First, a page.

For a teacher to continue to be a key stakeholder responsible for transforming the lives of students and to remain relevant in this new world, they need to have more than subject knowledge alone. They will need to develop and refine their attitudes, dispositions, approaches, mind-sets, English language skills and life skills as well as build a heightened awareness of the world around them.  This also includes a need to anticipate the expectations of generations to come.  The ‘school of the future’ will require a ‘teacher of the future’ – a teacher working with ease and confidence in a technology-enabled environment. Only those who are prepared to work and compete in a world that will see humans, AI-driven machines, and robots working alongside each other will be future-ready and thrive.

How can one re-invent oneself as a ‘teacher of the future’? The answer is ZQ for Teachers.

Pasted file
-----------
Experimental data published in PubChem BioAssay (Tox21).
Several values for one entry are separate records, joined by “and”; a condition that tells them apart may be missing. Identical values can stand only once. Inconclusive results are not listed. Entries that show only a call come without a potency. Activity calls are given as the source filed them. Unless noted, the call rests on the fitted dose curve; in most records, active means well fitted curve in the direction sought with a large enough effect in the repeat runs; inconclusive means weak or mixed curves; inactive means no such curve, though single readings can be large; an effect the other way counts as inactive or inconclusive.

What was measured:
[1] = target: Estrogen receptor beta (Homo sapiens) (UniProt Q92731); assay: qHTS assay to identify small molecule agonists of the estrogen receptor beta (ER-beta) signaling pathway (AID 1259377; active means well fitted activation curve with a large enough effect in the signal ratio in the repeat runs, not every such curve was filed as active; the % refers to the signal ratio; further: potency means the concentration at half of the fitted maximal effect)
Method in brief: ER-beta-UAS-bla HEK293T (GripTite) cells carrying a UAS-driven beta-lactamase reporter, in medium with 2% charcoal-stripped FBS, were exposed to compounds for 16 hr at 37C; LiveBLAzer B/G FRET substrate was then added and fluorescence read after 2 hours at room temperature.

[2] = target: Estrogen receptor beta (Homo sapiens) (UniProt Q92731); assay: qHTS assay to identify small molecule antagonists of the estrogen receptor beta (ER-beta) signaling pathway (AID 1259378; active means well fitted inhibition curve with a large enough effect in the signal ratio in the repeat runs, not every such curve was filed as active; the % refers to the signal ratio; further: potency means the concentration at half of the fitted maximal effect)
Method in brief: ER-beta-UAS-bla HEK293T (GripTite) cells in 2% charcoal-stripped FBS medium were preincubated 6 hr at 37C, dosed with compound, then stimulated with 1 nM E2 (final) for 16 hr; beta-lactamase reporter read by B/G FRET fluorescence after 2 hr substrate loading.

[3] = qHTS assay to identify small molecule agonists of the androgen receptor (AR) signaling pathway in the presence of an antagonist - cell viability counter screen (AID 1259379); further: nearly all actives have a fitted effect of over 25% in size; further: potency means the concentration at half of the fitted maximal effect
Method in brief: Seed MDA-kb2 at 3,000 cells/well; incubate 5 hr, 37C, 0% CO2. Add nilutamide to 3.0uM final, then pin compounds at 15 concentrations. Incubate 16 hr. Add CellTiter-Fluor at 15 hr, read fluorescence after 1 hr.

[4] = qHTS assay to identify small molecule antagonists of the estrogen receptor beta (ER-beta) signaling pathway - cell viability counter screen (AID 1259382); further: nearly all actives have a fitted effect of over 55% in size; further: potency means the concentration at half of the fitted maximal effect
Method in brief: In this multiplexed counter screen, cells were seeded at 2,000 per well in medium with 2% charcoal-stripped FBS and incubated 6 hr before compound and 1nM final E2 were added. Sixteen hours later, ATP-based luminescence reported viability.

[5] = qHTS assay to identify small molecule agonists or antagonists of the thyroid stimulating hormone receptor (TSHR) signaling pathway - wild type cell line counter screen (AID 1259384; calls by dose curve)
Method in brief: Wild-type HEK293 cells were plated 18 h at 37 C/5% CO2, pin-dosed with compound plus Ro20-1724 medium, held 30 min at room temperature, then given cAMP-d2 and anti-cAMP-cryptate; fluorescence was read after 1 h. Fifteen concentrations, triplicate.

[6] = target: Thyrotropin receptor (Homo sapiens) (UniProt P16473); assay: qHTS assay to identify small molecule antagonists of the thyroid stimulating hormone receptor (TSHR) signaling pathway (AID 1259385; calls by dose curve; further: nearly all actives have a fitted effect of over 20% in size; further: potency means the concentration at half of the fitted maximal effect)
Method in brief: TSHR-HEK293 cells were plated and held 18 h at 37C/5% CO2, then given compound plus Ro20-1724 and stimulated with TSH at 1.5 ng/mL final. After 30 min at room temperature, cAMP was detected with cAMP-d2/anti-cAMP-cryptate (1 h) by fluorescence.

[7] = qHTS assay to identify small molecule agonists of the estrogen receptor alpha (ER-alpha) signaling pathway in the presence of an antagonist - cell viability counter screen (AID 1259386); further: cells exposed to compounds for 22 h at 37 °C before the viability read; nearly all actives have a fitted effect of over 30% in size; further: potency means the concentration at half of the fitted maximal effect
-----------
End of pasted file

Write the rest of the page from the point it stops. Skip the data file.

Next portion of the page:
ZQ for Teachers helps educators map their skills and abilities against its nine-dimensional matrix whilst identifying areas for development and guiding them to critically reflect on their practices with the aim of transforming them into their most competent and confident selves. 

 Evolution of ZQ for Teachers

In order to advance instructional practice, educators have used a variety of learning theories, from behaviourism and cognitivism to constructivism and humanist learning. Since the nineteen-eighties, technology has been radically changing the landscape of education. This development made ‘pre-technology’ learning theories redundant and paved way for connectivism – a learning theory with a focus on combining thoughts, theories, and general information whilst offering opportunities to make choices about teaching and learning in a state of constant connectivity made possible through technology.